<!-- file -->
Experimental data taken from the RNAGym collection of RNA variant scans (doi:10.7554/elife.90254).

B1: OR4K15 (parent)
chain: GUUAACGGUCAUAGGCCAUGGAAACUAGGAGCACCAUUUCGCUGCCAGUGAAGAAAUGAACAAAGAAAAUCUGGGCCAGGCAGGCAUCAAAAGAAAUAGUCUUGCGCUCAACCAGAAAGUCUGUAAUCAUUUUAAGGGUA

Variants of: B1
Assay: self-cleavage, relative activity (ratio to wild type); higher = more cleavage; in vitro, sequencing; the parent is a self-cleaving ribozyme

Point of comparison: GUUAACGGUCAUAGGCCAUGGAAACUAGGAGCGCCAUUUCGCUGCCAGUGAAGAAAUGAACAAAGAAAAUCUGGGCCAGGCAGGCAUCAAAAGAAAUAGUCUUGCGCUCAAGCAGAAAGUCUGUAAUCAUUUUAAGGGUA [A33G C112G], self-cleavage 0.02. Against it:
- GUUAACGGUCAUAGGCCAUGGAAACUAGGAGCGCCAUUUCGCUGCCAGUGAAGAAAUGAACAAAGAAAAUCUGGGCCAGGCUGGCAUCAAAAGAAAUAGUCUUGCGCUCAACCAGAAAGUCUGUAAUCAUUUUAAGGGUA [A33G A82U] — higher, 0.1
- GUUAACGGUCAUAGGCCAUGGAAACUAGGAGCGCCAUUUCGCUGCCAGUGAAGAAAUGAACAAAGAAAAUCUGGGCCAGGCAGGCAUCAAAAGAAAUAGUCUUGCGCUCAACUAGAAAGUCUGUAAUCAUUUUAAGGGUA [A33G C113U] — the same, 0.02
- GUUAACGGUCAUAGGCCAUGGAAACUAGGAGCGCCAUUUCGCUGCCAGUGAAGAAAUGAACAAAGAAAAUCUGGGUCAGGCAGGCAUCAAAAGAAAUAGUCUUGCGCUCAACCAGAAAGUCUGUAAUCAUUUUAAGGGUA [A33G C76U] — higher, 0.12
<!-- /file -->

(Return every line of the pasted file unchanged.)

Experimental data taken from the RNAGym collection of RNA variant scans (doi:10.7554/elife.90254).

B1: OR4K15 (parent)
chain: GUUAACGGUCAUAGGCCAUGGAAACUAGGAGCACCAUUUCGCUGCCAGUGAAGAAAUGAACAAAGAAAAUCUGGGCCAGGCAGGCAUCAAAAGAAAUAGUCUUGCGCUCAACCAGAAAGUCUGUAAUCAUUUUAAGGGUA

Variants of: B1
Assay: self-cleavage, relative activity (ratio to wild type); higher = more cleavage; in vitro, sequencing; the parent is a self-cleaving ribozyme

Point of comparison: GUUAACGGUCAUAGGCCAUGGAAACUAGGAGCGCCAUUUCGCUGCCAGUGAAGAAAUGAACAAAGAAAAUCUGGGCCAGGCAGGCAUCAAAAGAAAUAGUCUUGCGCUCAAGCAGAAAGUCUGUAAUCAUUUUAAGGGUA [A33G C112G], self-cleavage 0.02. Against it:
- GUUAACGGUCAUAGGCCAUGGAAACUAGGAGCGCCAUUUCGCUGCCAGUGAAGAAAUGAACAAAGAAAAUCUGGGCCAGGCUGGCAUCAAAAGAAAUAGUCUUGCGCUCAACCAGAAAGUCUGUAAUCAUUUUAAGGGUA [A33G A82U] — higher, 0.1
- GUUAACGGUCAUAGGCCAUGGAAACUAGGAGCGCCAUUUCGCUGCCAGUGAAGAAAUGAACAAAGAAAAUCUGGGCCAGGCAGGCAUCAAAAGAAAUAGUCUUGCGCUCAACUAGAAAGUCUGUAAUCAUUUUAAGGGUA [A33G C113U] — the same, 0.02
- GUUAACGGUCAUAGGCCAUGGAAACUAGGAGCGCCAUUUCGCUGCCAGUGAAGAAAUGAACAAAGAAAAUCUGGGUCAGGCAGGCAUCAAAAGAAAUAGUCUUGCGCUCAACCAGAAAGUCUGUAAUCAUUUUAAGGGUA [A33G C76U] — higher, 0.12